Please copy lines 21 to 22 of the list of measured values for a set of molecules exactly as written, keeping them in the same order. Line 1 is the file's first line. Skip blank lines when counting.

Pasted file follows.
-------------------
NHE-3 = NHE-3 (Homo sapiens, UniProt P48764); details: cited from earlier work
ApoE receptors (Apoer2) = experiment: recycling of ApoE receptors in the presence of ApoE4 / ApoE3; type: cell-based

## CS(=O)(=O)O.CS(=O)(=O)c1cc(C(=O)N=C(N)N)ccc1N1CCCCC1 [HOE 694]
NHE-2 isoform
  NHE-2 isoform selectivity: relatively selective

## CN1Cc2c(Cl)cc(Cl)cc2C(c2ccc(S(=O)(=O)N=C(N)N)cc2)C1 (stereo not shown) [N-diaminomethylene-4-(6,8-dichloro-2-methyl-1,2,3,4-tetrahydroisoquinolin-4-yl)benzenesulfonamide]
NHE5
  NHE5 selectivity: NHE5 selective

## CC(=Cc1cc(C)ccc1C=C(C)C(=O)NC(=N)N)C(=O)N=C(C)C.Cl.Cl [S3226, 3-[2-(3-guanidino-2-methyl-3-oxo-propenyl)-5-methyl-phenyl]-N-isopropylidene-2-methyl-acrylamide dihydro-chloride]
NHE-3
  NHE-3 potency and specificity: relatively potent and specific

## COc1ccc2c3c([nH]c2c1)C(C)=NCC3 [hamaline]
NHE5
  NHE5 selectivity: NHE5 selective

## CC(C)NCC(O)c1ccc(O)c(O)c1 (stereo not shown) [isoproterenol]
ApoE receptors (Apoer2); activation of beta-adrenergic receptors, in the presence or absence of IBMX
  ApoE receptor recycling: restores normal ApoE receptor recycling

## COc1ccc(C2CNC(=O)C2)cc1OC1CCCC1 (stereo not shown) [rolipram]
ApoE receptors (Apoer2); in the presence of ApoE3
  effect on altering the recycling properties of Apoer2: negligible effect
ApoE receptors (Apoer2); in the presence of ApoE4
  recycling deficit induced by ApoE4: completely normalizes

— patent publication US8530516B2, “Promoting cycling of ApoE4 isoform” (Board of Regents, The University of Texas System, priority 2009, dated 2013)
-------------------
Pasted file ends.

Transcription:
ApoE receptors (Apoer2); in the presence of ApoE4
  recycling deficit induced by ApoE4: completely normalizes